Google was hit by a $22.5 million penalty as a result of an investigation by the Federal Trade Commission covering Google’s practices with users of the Safari browser. A very interesting aspect of this new case against Google (Google 2), is that it raises the issue of Google’s violation of the Self-Regulatory Code of Conduct of the Network Advertising Initiative (NAI Code). This is an interesting evolution in the history of the FTC rulings. At first, the FTC focused on violation of privacy promises made in Privacy Statements, then it went on to pursue violation of the Safe Harbor Principles. In this new iteration, the FTC attacks misrepresentation of compliance with industry standard.
Misrepresentation of user’s ability to control collection or use of personal data
In Google 1, Google promised not to misrepresent:
- (a) The purposes for which it collects and uses personal information;
- (b) The extent to which users may exercise control over the collection, use and disclosure of personal information; and
- (c) The extent to which it complies with, or participates in, a privacy, security, or other compliance program sponsored by the government or any other entity.
According to the FTC complaint in Google 2, Google represented to Safari users that it would not place third party advertising cookies on the browsers of Safari users who had not changed the default browser setting (which by default, blocked third party cookies) and that it would not collect or use information about users’ web-browsing activity. These representations were found to be false by the FTC, resulting in a violation of Google’s obligation under Google 1 (see paragraph (b) in bulleted list above.
Misrepresentation of compliance with NAI Code
The second, and more interesting element of the Google 2 decision, is the FTC analysis of Google’s representation that it adheres to, or complies with the Self-Regulatory Code of Conduct of the Network Advertising Initiative (NAI Code). In the third count of the FTC Complaint in Google 2, the FTC focuses on Google’s alleged violation of the NAI Code.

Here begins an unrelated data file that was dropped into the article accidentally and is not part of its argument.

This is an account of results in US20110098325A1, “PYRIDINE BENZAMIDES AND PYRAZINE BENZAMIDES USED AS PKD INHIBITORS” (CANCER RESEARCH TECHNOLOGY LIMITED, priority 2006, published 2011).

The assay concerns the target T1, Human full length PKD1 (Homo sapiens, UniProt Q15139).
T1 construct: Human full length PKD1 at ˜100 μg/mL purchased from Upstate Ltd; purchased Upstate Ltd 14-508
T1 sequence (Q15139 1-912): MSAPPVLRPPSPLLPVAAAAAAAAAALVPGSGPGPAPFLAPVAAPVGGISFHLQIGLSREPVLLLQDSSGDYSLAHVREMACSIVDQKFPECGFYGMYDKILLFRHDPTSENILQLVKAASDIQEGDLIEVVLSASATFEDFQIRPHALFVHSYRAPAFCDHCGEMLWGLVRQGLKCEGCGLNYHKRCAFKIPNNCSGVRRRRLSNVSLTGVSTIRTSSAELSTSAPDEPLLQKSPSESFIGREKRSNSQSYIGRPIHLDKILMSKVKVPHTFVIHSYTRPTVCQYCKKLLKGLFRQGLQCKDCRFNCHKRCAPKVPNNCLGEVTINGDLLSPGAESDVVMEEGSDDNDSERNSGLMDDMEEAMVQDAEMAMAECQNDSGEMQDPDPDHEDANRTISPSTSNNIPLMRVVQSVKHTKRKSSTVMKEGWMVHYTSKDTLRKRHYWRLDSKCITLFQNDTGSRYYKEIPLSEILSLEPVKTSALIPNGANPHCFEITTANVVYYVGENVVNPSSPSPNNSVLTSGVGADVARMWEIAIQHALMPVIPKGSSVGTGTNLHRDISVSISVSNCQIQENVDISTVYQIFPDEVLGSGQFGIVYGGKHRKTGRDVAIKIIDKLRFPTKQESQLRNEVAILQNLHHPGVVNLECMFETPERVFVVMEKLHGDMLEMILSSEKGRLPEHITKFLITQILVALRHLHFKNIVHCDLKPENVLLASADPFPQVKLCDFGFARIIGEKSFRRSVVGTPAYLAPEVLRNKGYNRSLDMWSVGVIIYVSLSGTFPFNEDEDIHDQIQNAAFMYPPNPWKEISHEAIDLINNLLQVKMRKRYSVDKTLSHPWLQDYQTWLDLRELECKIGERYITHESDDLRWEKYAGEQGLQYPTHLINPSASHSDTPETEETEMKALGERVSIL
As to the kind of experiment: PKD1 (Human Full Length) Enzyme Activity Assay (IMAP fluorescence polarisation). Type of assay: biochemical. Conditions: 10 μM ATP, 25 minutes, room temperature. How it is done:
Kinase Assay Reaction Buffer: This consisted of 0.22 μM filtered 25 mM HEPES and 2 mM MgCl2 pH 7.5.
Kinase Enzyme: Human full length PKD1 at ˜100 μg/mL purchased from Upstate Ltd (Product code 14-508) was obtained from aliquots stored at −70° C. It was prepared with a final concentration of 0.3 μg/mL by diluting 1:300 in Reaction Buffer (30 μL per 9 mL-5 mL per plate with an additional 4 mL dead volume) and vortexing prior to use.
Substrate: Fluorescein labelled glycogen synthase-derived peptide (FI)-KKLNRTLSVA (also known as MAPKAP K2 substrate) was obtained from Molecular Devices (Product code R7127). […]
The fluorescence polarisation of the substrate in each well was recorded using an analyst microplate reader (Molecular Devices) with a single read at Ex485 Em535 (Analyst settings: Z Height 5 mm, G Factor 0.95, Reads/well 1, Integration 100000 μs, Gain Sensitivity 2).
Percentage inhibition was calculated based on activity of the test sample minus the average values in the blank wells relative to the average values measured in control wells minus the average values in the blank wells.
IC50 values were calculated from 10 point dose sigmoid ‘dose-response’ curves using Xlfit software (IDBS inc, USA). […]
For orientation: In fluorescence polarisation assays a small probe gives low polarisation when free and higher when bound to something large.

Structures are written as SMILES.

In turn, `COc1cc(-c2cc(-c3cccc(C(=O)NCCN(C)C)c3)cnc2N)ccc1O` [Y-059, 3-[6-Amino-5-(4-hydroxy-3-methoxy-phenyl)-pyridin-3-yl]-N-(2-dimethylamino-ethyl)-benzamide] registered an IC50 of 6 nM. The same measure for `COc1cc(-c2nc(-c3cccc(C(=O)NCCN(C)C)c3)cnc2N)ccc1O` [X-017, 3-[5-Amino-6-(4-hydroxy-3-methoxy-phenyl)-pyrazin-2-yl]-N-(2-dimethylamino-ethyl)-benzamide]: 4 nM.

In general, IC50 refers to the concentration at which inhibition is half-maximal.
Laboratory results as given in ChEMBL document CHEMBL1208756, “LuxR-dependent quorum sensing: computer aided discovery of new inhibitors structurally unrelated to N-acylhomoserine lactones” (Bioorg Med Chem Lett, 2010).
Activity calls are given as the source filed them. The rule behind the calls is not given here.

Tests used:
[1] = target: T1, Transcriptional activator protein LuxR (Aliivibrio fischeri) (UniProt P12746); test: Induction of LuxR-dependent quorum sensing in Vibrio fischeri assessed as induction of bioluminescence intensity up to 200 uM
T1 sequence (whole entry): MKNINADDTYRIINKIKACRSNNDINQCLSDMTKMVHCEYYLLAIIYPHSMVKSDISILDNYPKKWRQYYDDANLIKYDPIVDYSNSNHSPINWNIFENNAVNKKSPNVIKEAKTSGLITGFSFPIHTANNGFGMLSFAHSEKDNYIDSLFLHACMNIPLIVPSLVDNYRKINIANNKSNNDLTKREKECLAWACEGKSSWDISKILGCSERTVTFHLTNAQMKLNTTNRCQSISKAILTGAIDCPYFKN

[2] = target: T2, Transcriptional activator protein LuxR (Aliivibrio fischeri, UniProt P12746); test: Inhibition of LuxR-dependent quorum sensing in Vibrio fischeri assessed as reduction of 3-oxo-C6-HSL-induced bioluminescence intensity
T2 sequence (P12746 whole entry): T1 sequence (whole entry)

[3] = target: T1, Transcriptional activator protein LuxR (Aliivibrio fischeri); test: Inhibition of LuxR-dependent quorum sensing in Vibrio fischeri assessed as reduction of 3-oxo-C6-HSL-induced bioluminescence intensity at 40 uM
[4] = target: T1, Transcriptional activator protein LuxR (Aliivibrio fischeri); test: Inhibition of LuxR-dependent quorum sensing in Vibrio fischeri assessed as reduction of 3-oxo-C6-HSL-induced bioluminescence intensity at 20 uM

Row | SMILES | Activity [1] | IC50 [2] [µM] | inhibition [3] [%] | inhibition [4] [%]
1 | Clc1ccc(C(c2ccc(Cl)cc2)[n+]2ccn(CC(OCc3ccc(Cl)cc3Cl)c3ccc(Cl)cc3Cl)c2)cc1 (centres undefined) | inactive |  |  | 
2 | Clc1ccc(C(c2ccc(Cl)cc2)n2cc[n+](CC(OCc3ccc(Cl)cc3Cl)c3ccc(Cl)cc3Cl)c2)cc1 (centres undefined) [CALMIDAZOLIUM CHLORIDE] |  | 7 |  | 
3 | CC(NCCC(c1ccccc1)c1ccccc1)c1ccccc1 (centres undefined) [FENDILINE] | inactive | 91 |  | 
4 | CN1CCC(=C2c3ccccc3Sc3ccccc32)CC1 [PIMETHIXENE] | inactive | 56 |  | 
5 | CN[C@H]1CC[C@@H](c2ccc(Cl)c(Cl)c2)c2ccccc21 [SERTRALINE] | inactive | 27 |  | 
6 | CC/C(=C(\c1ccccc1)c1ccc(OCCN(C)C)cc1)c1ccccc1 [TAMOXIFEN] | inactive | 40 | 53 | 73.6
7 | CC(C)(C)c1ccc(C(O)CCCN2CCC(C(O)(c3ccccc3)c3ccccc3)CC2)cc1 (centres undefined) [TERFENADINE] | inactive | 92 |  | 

This alleged violation allows the FTC to show that Google violated its obligation under Google 1 to not “misrepresent the extent to which it complies with, or participates in, a privacy, security, or other compliance program sponsored by the government or any other entity” (see the requirement under (c) in the bulleted list above). The FTC found that the representation of Google’s compliance with the NAI Code was false, and thus violated its obligation in Google 1 not to make any misrepresentation about following compliance programs.
Evolution of the FTC Common Law
Google 2 shows an interesting evolution of the FTC “Common Law.” In its prior cases, the FTC first focused on violations of companies’ privacy promises made in their public Privacy Statements. Then, in several consent orders published in 2011, including Google 1, the FTC expanded the scope of its enforcement action to violations of the Safe Harbor of the US Department of Commerce and the EU Commission. Now, with Google 2, the FTC expands again the scope of its enforcement action to include, as well, violation of Industry Standards such as the NAI Code.
What this means for businesses
The Google 2 Consent Order has significant implications for all businesses.
Companies often use their membership in industry groups as a way to show their values, and to express their commitment to certain standards of practice. Beware which industry group or program you join; understand their rules. As a member of that group or program, you must adhere by its code of conduct, rules or principles. Make sure that you do, and that all of the aspects of your business do comply with these rules.
When a business publicizes its membership in an industry group or a self-regulatory program, it also publicly represents that it complies with the rules or principles of that group or program. For example, those of the Safe Harbor (as was the case under Google 1) or those of the NAI (as was the case under Google 2), or others. Remember that these representations may have significant consequences, and may create a minefield if not attended properly. To stay out of trouble, the company must also make sure that these representations are accurate, and that it does abide by these promises at all times, and with respect to all of its products.
When a company makes a public commitment to abide by certain rules, it must make sure that it does comply with these rules; otherwise, it is exposed to an unfair and deceptive practice action. Make sure that you periodically compare ALL promises your business makes, with what ALL of your products, services, applications, technologies, actually do.